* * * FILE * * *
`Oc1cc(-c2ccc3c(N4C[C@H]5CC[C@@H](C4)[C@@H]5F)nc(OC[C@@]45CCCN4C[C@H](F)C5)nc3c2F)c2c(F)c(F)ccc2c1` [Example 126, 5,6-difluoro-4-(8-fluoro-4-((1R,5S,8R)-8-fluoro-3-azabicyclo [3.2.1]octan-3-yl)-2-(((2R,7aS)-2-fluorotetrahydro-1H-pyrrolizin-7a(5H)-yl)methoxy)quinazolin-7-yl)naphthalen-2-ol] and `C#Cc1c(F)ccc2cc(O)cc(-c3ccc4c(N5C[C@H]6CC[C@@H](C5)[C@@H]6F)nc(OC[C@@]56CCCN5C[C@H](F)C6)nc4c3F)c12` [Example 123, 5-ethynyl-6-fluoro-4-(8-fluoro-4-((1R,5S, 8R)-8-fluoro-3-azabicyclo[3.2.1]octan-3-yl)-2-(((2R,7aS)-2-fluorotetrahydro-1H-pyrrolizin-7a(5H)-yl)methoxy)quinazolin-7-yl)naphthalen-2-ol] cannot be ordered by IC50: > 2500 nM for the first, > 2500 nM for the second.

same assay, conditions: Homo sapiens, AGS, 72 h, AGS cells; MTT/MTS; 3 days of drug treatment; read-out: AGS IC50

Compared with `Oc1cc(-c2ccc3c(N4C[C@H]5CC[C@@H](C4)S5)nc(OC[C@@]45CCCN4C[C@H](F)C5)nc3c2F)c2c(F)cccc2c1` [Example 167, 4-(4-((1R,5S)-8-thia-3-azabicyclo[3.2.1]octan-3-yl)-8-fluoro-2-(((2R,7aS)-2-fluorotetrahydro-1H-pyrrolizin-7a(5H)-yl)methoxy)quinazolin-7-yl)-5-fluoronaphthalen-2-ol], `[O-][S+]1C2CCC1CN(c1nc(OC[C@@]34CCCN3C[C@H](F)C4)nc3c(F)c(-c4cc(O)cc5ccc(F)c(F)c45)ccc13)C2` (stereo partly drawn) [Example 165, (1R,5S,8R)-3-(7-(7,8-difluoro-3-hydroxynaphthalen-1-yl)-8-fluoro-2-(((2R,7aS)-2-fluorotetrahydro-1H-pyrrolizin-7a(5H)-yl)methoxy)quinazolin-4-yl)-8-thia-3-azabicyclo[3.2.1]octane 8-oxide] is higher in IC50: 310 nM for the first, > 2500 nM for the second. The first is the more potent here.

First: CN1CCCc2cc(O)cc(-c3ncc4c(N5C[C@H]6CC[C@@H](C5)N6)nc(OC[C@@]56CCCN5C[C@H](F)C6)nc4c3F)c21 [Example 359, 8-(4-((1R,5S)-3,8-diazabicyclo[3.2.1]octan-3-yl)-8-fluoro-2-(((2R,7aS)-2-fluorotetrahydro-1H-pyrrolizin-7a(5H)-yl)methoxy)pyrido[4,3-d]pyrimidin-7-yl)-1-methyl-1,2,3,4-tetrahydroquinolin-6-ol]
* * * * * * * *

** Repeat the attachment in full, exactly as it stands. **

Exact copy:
`Oc1cc(-c2ccc3c(N4C[C@H]5CC[C@@H](C4)[C@@H]5F)nc(OC[C@@]45CCCN4C[C@H](F)C5)nc3c2F)c2c(F)c(F)ccc2c1` [Example 126, 5,6-difluoro-4-(8-fluoro-4-((1R,5S,8R)-8-fluoro-3-azabicyclo [3.2.1]octan-3-yl)-2-(((2R,7aS)-2-fluorotetrahydro-1H-pyrrolizin-7a(5H)-yl)methoxy)quinazolin-7-yl)naphthalen-2-ol] and `C#Cc1c(F)ccc2cc(O)cc(-c3ccc4c(N5C[C@H]6CC[C@@H](C5)[C@@H]6F)nc(OC[C@@]56CCCN5C[C@H](F)C6)nc4c3F)c12` [Example 123, 5-ethynyl-6-fluoro-4-(8-fluoro-4-((1R,5S, 8R)-8-fluoro-3-azabicyclo[3.2.1]octan-3-yl)-2-(((2R,7aS)-2-fluorotetrahydro-1H-pyrrolizin-7a(5H)-yl)methoxy)quinazolin-7-yl)naphthalen-2-ol] cannot be ordered by IC50: > 2500 nM for the first, > 2500 nM for the second.

same assay, conditions: Homo sapiens, AGS, 72 h, AGS cells; MTT/MTS; 3 days of drug treatment; read-out: AGS IC50

Compared with `Oc1cc(-c2ccc3c(N4C[C@H]5CC[C@@H](C4)S5)nc(OC[C@@]45CCCN4C[C@H](F)C5)nc3c2F)c2c(F)cccc2c1` [Example 167, 4-(4-((1R,5S)-8-thia-3-azabicyclo[3.2.1]octan-3-yl)-8-fluoro-2-(((2R,7aS)-2-fluorotetrahydro-1H-pyrrolizin-7a(5H)-yl)methoxy)quinazolin-7-yl)-5-fluoronaphthalen-2-ol], `[O-][S+]1C2CCC1CN(c1nc(OC[C@@]34CCCN3C[C@H](F)C4)nc3c(F)c(-c4cc(O)cc5ccc(F)c(F)c45)ccc13)C2` (stereo partly drawn) [Example 165, (1R,5S,8R)-3-(7-(7,8-difluoro-3-hydroxynaphthalen-1-yl)-8-fluoro-2-(((2R,7aS)-2-fluorotetrahydro-1H-pyrrolizin-7a(5H)-yl)methoxy)quinazolin-4-yl)-8-thia-3-azabicyclo[3.2.1]octane 8-oxide] is higher in IC50: 310 nM for the first, > 2500 nM for the second. The first is the more potent here.

First: CN1CCCc2cc(O)cc(-c3ncc4c(N5C[C@H]6CC[C@@H](C5)N6)nc(OC[C@@]56CCCN5C[C@H](F)C6)nc4c3F)c21 [Example 359, 8-(4-((1R,5S)-3,8-diazabicyclo[3.2.1]octan-3-yl)-8-fluoro-2-(((2R,7aS)-2-fluorotetrahydro-1H-pyrrolizin-7a(5H)-yl)methoxy)pyrido[4,3-d]pyrimidin-7-yl)-1-methyl-1,2,3,4-tetrahydroquinolin-6-ol]